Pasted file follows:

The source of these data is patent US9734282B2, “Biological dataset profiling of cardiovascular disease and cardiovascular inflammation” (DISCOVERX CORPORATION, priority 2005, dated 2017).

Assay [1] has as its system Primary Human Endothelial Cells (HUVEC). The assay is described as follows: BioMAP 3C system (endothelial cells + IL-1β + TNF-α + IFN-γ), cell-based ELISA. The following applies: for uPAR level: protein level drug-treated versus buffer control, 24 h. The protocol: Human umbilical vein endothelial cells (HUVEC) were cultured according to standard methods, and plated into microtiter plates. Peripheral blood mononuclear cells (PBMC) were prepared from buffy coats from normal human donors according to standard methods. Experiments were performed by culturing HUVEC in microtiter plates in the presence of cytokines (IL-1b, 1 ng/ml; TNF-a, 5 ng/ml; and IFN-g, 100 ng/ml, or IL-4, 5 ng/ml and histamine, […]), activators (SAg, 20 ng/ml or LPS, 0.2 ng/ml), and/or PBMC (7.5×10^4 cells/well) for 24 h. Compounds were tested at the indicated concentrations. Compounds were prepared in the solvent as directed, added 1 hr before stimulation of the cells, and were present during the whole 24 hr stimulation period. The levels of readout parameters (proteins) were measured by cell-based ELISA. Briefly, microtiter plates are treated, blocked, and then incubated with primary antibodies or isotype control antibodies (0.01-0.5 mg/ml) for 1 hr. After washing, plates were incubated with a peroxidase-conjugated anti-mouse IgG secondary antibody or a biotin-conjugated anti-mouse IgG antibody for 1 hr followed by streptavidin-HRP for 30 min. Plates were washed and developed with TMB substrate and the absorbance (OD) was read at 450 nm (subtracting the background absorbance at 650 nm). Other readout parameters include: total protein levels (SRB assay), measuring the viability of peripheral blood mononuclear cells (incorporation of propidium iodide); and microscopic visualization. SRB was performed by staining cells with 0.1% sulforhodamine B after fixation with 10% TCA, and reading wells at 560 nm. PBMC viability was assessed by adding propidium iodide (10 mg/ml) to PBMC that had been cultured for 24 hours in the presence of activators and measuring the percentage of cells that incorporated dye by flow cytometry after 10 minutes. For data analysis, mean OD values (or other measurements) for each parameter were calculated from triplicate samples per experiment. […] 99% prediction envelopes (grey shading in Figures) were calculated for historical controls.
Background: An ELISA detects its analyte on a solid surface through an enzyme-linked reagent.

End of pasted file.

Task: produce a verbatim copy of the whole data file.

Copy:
The source of these data is patent US9734282B2, “Biological dataset profiling of cardiovascular disease and cardiovascular inflammation” (DISCOVERX CORPORATION, priority 2005, dated 2017).

Assay [1] has as its system Primary Human Endothelial Cells (HUVEC). The assay is described as follows: BioMAP 3C system (endothelial cells + IL-1β + TNF-α + IFN-γ), cell-based ELISA. The following applies: for uPAR level: protein level drug-treated versus buffer control, 24 h. The protocol: Human umbilical vein endothelial cells (HUVEC) were cultured according to standard methods, and plated into microtiter plates. Peripheral blood mononuclear cells (PBMC) were prepared from buffy coats from normal human donors according to standard methods. Experiments were performed by culturing HUVEC in microtiter plates in the presence of cytokines (IL-1b, 1 ng/ml; TNF-a, 5 ng/ml; and IFN-g, 100 ng/ml, or IL-4, 5 ng/ml and histamine, […]), activators (SAg, 20 ng/ml or LPS, 0.2 ng/ml), and/or PBMC (7.5×10^4 cells/well) for 24 h. Compounds were tested at the indicated concentrations. Compounds were prepared in the solvent as directed, added 1 hr before stimulation of the cells, and were present during the whole 24 hr stimulation period. The levels of readout parameters (proteins) were measured by cell-based ELISA. Briefly, microtiter plates are treated, blocked, and then incubated with primary antibodies or isotype control antibodies (0.01-0.5 mg/ml) for 1 hr. After washing, plates were incubated with a peroxidase-conjugated anti-mouse IgG secondary antibody or a biotin-conjugated anti-mouse IgG antibody for 1 hr followed by streptavidin-HRP for 30 min. Plates were washed and developed with TMB substrate and the absorbance (OD) was read at 450 nm (subtracting the background absorbance at 650 nm). Other readout parameters include: total protein levels (SRB assay), measuring the viability of peripheral blood mononuclear cells (incorporation of propidium iodide); and microscopic visualization. SRB was performed by staining cells with 0.1% sulforhodamine B after fixation with 10% TCA, and reading wells at 560 nm. PBMC viability was assessed by adding propidium iodide (10 mg/ml) to PBMC that had been cultured for 24 hours in the presence of activators and measuring the percentage of cells that incorporated dye by flow cytometry after 10 minutes. For data analysis, mean OD values (or other measurements) for each parameter were calculated from triplicate samples per experiment. […] 99% prediction envelopes (grey shading in Figures) were calculated for historical controls.
Background: An ELISA detects its analyte on a solid surface through an enzyme-linked reagent.